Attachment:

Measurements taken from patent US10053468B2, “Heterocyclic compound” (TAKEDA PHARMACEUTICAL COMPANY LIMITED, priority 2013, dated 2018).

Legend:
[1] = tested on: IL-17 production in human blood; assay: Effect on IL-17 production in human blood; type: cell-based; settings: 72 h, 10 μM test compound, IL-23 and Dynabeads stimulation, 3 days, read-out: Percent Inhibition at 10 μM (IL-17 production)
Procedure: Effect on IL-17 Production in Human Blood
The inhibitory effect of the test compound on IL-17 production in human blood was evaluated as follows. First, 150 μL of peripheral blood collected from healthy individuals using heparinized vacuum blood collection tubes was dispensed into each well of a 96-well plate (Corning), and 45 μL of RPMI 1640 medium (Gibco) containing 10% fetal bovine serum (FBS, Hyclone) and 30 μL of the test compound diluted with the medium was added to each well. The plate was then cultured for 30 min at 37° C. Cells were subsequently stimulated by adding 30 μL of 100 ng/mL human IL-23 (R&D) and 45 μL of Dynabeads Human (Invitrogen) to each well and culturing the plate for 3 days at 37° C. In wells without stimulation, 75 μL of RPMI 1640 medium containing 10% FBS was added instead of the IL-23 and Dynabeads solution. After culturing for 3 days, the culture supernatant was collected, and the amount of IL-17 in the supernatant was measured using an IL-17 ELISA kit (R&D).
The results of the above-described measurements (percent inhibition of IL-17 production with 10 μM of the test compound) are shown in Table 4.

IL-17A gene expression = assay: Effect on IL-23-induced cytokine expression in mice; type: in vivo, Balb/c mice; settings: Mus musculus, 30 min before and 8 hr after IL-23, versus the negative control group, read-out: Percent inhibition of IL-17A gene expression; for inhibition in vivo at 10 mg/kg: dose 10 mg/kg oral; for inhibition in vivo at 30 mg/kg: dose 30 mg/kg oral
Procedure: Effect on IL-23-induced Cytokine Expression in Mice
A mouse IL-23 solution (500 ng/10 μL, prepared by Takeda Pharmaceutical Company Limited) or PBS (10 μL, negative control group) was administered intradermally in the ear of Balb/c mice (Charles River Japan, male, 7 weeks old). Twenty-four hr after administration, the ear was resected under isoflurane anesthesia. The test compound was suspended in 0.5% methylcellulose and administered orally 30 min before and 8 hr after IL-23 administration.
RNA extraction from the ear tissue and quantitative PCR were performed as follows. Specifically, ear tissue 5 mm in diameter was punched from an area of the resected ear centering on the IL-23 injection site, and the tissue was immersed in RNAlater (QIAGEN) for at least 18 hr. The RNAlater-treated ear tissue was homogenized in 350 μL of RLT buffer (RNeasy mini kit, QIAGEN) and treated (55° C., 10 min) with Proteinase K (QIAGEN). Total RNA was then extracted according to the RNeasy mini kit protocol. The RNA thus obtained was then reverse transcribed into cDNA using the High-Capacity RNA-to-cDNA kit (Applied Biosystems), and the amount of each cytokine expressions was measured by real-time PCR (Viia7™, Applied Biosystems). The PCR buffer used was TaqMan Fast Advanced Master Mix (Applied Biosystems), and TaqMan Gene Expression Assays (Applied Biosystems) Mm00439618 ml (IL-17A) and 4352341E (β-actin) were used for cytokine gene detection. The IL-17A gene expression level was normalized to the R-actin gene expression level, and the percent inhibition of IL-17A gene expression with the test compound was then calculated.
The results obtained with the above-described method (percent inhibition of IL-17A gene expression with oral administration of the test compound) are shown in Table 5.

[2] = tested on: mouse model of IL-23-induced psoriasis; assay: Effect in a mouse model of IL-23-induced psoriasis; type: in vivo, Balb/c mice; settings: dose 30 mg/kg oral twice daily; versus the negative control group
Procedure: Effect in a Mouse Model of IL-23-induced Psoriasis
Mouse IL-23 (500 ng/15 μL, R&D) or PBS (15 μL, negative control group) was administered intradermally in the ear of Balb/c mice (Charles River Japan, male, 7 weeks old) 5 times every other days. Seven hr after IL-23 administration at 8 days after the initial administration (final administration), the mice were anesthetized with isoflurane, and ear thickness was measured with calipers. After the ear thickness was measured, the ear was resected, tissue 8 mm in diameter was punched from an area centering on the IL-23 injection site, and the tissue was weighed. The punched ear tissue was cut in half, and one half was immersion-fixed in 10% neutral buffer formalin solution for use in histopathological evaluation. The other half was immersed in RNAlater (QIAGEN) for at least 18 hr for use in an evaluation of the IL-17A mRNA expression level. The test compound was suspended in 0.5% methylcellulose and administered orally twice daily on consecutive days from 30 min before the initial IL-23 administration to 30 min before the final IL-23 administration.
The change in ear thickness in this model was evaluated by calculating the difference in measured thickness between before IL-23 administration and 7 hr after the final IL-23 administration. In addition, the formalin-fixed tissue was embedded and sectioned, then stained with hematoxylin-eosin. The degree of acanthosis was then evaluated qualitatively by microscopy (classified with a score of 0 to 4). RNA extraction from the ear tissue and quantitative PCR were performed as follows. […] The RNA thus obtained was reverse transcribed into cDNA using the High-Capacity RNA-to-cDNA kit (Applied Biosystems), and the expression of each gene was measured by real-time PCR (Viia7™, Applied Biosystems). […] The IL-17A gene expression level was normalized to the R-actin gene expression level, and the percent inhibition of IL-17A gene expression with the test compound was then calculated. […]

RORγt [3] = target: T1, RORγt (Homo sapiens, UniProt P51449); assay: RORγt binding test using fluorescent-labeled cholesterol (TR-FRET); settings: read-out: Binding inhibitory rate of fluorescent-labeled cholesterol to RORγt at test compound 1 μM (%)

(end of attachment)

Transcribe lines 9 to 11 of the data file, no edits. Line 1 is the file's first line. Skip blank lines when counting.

A mouse IL-23 solution (500 ng/10 μL, prepared by Takeda Pharmaceutical Company Limited) or PBS (10 μL, negative control group) was administered intradermally in the ear of Balb/c mice (Charles River Japan, male, 7 weeks old). Twenty-four hr after administration, the ear was resected under isoflurane anesthesia. The test compound was suspended in 0.5% methylcellulose and administered orally 30 min before and 8 hr after IL-23 administration.
RNA extraction from the ear tissue and quantitative PCR were performed as follows. Specifically, ear tissue 5 mm in diameter was punched from an area of the resected ear centering on the IL-23 injection site, and the tissue was immersed in RNAlater (QIAGEN) for at least 18 hr. The RNAlater-treated ear tissue was homogenized in 350 μL of RLT buffer (RNeasy mini kit, QIAGEN) and treated (55° C., 10 min) with Proteinase K (QIAGEN). Total RNA was then extracted according to the RNeasy mini kit protocol. The RNA thus obtained was then reverse transcribed into cDNA using the High-Capacity RNA-to-cDNA kit (Applied Biosystems), and the amount of each cytokine expressions was measured by real-time PCR (Viia7™, Applied Biosystems). The PCR buffer used was TaqMan Fast Advanced Master Mix (Applied Biosystems), and TaqMan Gene Expression Assays (Applied Biosystems) Mm00439618 ml (IL-17A) and 4352341E (β-actin) were used for cytokine gene detection. The IL-17A gene expression level was normalized to the R-actin gene expression level, and the percent inhibition of IL-17A gene expression with the test compound was then calculated.
The results obtained with the above-described method (percent inhibition of IL-17A gene expression with oral administration of the test compound) are shown in Table 5.